NGSA, AGA respond to FERC's pipeline flow data posting proposals

The Natural Gas Supply Association and American Gas Association responded differently to proposed new federal requirements requiring the daily posting of the scheduled flow of natural gas on pipelines.

The Natural Gas Supply Association and American Gas Association responded differently to proposed new federal requirements requiring the daily posting of the scheduled flow of natural gas on pipelines.

NGSA said in comments filed with the Federal Energy Regulatory Commission on Aug. 31 that the requirements will provide market participants with enhanced insight into supply and demand fundamentals influencing price formation.

“FERC has taken a constructive approach that enhances transparency without distorting competition or efficiency in the market,” said David Murphy, NGSA’s analyst for energy markets and government affairs. “With implementation of requirements on posting pipeline flow data, the commission will achieve the final step in facilitating transparency in the physical natural gas market.”

In separate comments, AGA expressed concern that the proposed posting requirements could not only fail to accomplish FERC’s transparency goals, but would potentially yield confusing, and false or misleading market information if applied to the local distribution companies which make up AGA’s membership.

“The ability of an LDC to deliver gas at any point on its system downstream of its city-gates is a function almost exclusively of the actual consumption by end-use customers behind that point. Thus, the amount of capacity that may be ‘available’ for an LDC to receive or deliver at any given point on its system beyond its city-gates is driven by end-user demand, not the size of the pipe in the ground, gas quantities flowing through a meter, contractual entitlements, or certificated volumes,” it said.

‘False or misleading’

“Therefore, the commission’s mathematical equation of ‘Posted Capacity minus Scheduled Volumes equals Available Capacity’ underlying the proposed rules does not hold true for LDCs and can often yield false or misleading market information when applied to LDCs,” AGA maintained. It recommended that FERC exempt LDCs from the posting requirement as originally proposed.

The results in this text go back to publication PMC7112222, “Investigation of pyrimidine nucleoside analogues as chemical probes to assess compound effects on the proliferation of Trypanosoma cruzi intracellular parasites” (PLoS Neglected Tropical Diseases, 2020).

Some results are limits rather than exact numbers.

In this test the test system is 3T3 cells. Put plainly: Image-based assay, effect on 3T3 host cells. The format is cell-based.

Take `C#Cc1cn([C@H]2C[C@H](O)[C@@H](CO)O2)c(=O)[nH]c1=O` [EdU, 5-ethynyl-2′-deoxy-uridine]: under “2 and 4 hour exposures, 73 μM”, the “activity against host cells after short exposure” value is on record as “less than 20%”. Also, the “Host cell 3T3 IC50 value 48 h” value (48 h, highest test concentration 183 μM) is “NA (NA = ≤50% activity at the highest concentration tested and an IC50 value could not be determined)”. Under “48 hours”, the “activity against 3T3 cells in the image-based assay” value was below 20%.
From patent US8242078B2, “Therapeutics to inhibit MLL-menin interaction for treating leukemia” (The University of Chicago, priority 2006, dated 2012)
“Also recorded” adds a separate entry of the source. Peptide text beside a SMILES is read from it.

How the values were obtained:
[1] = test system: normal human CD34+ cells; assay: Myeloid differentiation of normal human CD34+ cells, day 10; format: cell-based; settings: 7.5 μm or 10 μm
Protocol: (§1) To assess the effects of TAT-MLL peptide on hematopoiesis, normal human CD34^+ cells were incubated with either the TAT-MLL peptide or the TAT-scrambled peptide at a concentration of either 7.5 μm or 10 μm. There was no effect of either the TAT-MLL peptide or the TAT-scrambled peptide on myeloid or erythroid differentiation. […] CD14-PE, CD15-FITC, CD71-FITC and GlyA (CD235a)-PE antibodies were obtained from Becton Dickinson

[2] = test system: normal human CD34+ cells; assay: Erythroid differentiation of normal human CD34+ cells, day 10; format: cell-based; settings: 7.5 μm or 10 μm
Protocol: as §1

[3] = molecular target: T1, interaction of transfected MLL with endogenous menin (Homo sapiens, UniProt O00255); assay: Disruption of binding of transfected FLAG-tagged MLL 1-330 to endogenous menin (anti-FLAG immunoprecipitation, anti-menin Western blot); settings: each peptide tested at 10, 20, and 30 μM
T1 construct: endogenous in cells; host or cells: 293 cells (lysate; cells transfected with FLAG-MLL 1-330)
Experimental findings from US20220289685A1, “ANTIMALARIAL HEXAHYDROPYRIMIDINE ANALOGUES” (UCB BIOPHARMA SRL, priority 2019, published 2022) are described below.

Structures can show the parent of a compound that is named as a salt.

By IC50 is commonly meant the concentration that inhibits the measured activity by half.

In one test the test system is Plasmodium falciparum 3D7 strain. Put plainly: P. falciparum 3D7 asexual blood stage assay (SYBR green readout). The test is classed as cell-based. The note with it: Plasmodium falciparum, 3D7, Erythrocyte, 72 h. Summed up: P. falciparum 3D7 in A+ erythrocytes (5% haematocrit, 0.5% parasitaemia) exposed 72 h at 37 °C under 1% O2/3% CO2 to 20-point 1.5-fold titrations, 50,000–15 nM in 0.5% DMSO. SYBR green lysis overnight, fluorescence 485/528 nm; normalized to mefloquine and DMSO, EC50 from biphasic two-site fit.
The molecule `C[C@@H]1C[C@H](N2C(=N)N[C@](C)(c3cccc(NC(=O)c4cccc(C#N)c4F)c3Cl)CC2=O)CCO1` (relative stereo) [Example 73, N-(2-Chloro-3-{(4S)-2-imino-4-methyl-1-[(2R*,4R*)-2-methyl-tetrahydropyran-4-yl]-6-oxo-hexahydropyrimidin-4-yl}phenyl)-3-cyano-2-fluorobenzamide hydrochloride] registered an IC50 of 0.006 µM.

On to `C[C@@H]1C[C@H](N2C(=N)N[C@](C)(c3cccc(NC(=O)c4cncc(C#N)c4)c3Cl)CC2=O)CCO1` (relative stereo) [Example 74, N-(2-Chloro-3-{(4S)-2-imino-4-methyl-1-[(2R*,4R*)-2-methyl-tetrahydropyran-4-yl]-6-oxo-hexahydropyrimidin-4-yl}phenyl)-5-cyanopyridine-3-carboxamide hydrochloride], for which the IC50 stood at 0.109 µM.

NGSA noted that the new flow posting requirements were imposed in FERC Order No. 720 as part of the commission’s efforts to further expand information about physical market transactions and fundamentals. The flow data complements the annual transaction data collected in FERC’s new Form 552 earlier this year and extensive market data already available on the commission’s Web site, the natural gas producers’ trade association said.

In its filing, NGSA also asked FERC to consider adopting a standard conversion factor of 1,000 British thermal units per standard cubic foot for the threshold determination of whether a point must post, increase the de minimis flow threshold on certain pipelines to 12,000 MMBtu per day in recognition of divergence between actual flow and design flow capacity, and confirm that the posting obligation is for aggregated flow information and consider adopting an exemption procedure to protect confidentiality concerns in locations with a single market participant.

Overall, NGSA praised FERC’s decision to require the posting of scheduled pipeline flow data. “In addition to providing the market with important information regarding underlying supply and demand fundamentals, the availability of pipeline flow information will have the added benefit of spurring new innovative services resulting in more efficient pipeline grid utilization and infrastructure development decisions,” it said in its filing.

Other AGA points

In addition to urging FERC to exempt LDCs from the posting obligation as originally proposed, AGA also recommended that LDCs which the commission might require to comply with the proposed regulations be required to post scheduled volumes only at their city-gates.

“No wholesale price formation occurs downstream of an LDC’s city-gates. Price index publishers provide city-gate index prices but do not report prices at any points downstream of an LDC’s city-gates because there is no wholesale trading of gas downstream of an LDC’s city-gates. Information regarding volumes delivered on LDC systems beyond an LDC’s city-gate would not meaningfully contribute to the understanding of supply and demand fundamentals that affect wholesale natural gas price formation,” it said.

AGA also recommended that FERC clarify that the threshold for reporting of a non-physical point is reached when the point has a maximum volume scheduled to it equal to or greater than 15,000 MMBtu/day on any day within the three preceding calendar years.

It also urged the commission to permit LDCs to treat the non-contiguous portions of their systems on a facility-by-facility basis for purposes of determining whether they meet the threshold requirement for posting and whether they qualify for the end-use delivery company exemption.

Contact Nick Snow

More in Pipelines & Transportation